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Women join opposition police forces in Aleppo’s liberated areas

With the help of Turkish trainers, the first batch of policewomen graduated from the opposition’s National Police and Public Security Forces in the areas liberated during Operation Euphrates Shield in the countryside of Aleppo.
A sign showing the Free Syrian army flag (L) and a logo of the "Free Police" is seen in the Syrian border town of Jarablus January 24, 2017. The text reads in Arabic(top) :"National general security and police force". REUTERS/Khalil Ashawi - RC161F274C90

ALEPPO, Syria — Women wishing to join the opposition police in the areas liberated during Operation Euphrates Shield will be offered a second training course early December in the city of al-Bab, Mahmoud Ahmed, a police officer at al-Bab police station, told Al-Monitor.

The opposition’s National Police and Public Security Forces in the liberated areas announced Oct. 22 the graduation of 90 policewomen who completed a 21-day training course in a police camp near the city of Azaz, close to the Syrian-Turkish border in the liberated areas, which are under the control of the Free Syrian Army (FSA).

As soon as their graduation leave was over on Nov. 1, these female officers started working in police stations across Azaz, Marea, Suran and Akhtarin.

Ahmed Zeidan, the Azaz police chief and director of the women's police training center, told Al-Monitor, “This is the first batch that graduated in the liberated areas. We started accepting women on Aug. 1 because we are in dire need of policewomen in these areas. Women between the ages of 18 and 35 took a medical and fitness test, and they received a 21-day intensive training course in the detection of criminal offenses, thefts and drug-trafficking operations. They were taught also how to use weapons and search people.”

He added, “We resorted to Turkish police trainers to benefit from their techniques and have them share their expertise with the women. It was a successful experience despite the short period of time the women were given.”

Zeidan noted that Turkey supervises the National Police and Public Security Forces in the liberated areas, and it pays the salaries of the police officers and its members. It provides them with weapons and armored vehicles, and it covered the cost of the women's police training course in Azaz.

Since the beginning of 2017, Turkey has trained and covered the salaries of more than 5,631 policemen in Syria.

“The involvement of women in the police and security forces is paramount at the security and Sharia levels, as these women can help us avoid potential security breaches by [other] women. There have been cases where people dressed in female clothes managed to escape from the police because according to Muslim customs, traditions and religion, men are not allowed to touch or search women,” Zeidan said.

The National Police and Public Security Forces were established in early 2017 in the liberated areas under the auspices of Turkey, which trained these forces on its territory. The first batch of police forces entered the FSA-controlled city of Jarablus Jan. 24, followed by other batches that spread to cities in the liberated areas.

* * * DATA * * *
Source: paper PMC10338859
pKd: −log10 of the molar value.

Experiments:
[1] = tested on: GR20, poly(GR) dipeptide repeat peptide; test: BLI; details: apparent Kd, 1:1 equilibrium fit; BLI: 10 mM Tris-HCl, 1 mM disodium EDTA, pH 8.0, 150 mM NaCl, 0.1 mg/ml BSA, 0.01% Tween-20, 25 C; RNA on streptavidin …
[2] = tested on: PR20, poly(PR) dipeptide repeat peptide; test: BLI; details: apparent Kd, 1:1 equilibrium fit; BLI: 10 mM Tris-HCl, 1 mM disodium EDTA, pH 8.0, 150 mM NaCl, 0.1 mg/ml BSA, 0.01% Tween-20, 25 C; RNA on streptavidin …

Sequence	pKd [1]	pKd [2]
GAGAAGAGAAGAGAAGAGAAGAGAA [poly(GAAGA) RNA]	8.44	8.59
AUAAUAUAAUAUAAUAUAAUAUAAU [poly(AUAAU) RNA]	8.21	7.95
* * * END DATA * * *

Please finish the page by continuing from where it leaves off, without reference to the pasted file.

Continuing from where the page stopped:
On March 1, a police force started working in Azaz after receiving a training course in the Turkish city of Mersin, and a police force entered al-Bab on April 26. But none of these forces included women.

Amani Mohammed, 20, is a veiled police officer who graduated from the women's police training course. She joined the traffic police department in Azaz after she finished the course. Like her colleagues, Mohammed wears a gray coat and carries a handgun.

“I did not expect to like this profession the way I do now. It has turned out to be very suitable for me despite some downsides that include night shifts. I joined the police because I love this profession, which allows me to offer a great service to the community,” Mohammed told Al-Monitor.

“We search women at checkpoints and centers affiliated with the traffic police department, and we refer them to prison if need be,” she added.

Mohammed married when she was 18 and has a daughter. However, her marriage only lasted a few months and she got divorced a year and a half ago. While looking for a job, she heard about the women's police and she applied.

“This job offers me a good income to provide for my little girl. I do not need my father's or my ex-husband’s help to raise her. My job here has helped me socialize and it helped me get over the experience of a failed marriage,” Mohammed noted.

While none of the women who graduated from the training course received a military rank, many are waiting to take part in the officer training course, to gain more experience and receive a military rank.

Zeidan told Al-Monitor that in early 2018, the police command will grant a military rank to policewomen who have a bachelor's degree and who are ready to join the officer training course.

Muna Sheikho, a policewoman who works in the criminal police department, told Al-Monitor at the police department in Azaz that she aspires to receive a military rank and is looking to take part in more training courses, even if this requires her to travel to Turkey to undergo specialized training.

Wael Khatib, the head of the traffic police department, told Al-Monitor, “We take into consideration the conditions of married women who work in the police force — they are offered a convenient schedule and are granted maternity leave.”

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